Sturgill Simpson brings country-rock glory to Bonnaroo’s What Stage Friday night


Photo by Hudson McNeese / MTSU Seigenthaler News Service

Story by Hayden Goodridge / MTSU Seigenthaler News Service 

As the sun set on Bonnaroo’s second night of music festivities, Sturgill Simpson and company took the large What Stage with a modest demeanor, picking up their instruments without a word as the growing audience eagerly cheered them on. The stage was illuminated only by standard white overhead lights, and the towering display screen behind the four-piece remained black.

But as Simpson launched into the first song of the set, “Welcome To Earth (Pollywog),” it was clear that no flashy displays or lights would be needed. The band’s music spoke for itself.

During the course of Simpson’s performance, the frontman shredded on his numerous Telecaster guitars while being backed by Miles Miller, clad in his cowboy hat on drums, Chuck Bartels on bass guitar and Bobby Emmett playing a vintage organ attached to a rotating speaker cabinet. While the small group only took up a small portion of the stage, the flamboyant scope of their country-rock sound felt immense.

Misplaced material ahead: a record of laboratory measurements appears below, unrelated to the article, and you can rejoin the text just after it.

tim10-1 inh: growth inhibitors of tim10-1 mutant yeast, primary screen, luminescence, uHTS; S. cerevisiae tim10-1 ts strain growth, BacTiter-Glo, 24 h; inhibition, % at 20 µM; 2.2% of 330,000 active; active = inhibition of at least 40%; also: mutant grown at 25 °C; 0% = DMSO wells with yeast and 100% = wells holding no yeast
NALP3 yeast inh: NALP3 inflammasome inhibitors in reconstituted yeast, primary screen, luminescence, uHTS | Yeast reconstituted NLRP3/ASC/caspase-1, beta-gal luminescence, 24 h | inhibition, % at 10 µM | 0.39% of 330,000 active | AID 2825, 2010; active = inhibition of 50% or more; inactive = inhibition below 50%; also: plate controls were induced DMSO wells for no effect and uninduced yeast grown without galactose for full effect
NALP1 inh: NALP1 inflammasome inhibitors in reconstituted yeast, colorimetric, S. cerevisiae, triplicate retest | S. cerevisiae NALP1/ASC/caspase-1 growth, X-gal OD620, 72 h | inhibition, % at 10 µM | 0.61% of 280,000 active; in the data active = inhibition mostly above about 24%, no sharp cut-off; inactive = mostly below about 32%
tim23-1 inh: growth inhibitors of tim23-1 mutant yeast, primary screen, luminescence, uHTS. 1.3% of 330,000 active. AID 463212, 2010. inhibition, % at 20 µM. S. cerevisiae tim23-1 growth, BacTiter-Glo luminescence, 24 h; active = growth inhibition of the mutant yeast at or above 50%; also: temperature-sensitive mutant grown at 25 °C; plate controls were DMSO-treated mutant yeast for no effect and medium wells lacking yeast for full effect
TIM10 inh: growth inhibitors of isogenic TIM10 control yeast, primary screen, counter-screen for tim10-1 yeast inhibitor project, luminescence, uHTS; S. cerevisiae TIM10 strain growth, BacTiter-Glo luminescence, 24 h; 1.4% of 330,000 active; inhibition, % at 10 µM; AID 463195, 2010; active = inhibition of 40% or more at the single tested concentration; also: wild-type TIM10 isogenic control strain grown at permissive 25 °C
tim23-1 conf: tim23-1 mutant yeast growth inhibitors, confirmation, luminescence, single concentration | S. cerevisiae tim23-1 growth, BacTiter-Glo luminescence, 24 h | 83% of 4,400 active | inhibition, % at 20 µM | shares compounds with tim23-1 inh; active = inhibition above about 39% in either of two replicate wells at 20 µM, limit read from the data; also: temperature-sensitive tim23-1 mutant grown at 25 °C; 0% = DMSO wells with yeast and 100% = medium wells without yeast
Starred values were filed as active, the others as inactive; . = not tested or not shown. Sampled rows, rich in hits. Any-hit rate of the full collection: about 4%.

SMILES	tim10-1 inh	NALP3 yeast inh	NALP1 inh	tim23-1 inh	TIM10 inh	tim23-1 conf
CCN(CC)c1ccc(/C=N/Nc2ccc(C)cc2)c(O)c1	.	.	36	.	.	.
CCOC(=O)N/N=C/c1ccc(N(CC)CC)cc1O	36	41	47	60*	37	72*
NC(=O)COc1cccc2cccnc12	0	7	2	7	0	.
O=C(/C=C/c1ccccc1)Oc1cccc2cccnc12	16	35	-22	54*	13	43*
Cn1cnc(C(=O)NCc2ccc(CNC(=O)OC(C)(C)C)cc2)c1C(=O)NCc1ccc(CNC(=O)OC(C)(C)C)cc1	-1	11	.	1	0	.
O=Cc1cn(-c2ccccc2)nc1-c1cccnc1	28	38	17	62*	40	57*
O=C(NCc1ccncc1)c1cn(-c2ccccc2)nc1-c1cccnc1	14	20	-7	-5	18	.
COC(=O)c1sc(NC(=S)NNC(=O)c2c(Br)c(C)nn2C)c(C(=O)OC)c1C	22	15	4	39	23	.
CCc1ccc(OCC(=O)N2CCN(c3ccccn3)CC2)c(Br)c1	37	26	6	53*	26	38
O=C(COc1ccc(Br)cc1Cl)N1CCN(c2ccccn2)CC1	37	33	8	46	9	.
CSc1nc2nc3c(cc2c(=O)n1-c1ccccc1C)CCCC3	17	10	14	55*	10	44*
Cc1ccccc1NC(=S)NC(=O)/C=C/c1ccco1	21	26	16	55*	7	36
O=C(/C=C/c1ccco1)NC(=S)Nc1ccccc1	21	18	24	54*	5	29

Much of Simpson’s set consisted of songs from his latest album, “A Sailor’s Guide to Earth,” with highlights coming from the energetic jams of “Keep It Between The Lines” and “Brace for Impact (Live A Little). On both tracks, the standard structure transitioned into extended guitar jams, with Simpson covering both rhythm and lead guitar parts as he wildly traversed the neck of his guitar.

The songs from “A Sailor’s Guide to Earth” also contain a prevalent theme of maturation, with the album written from the perspective of a father informing his son on the ways of the world.

However, Saturday’s show marked a milestone in maturity for Simpson, as he celebrated his 40th birthday at the festival. After hearing the crowd chant “Happy Birthday” to him, he excitedly reminded everyone of the hilarity of ushering in the second half of his life in such a fashion.

“My midlife crisis is f—ing dope!”

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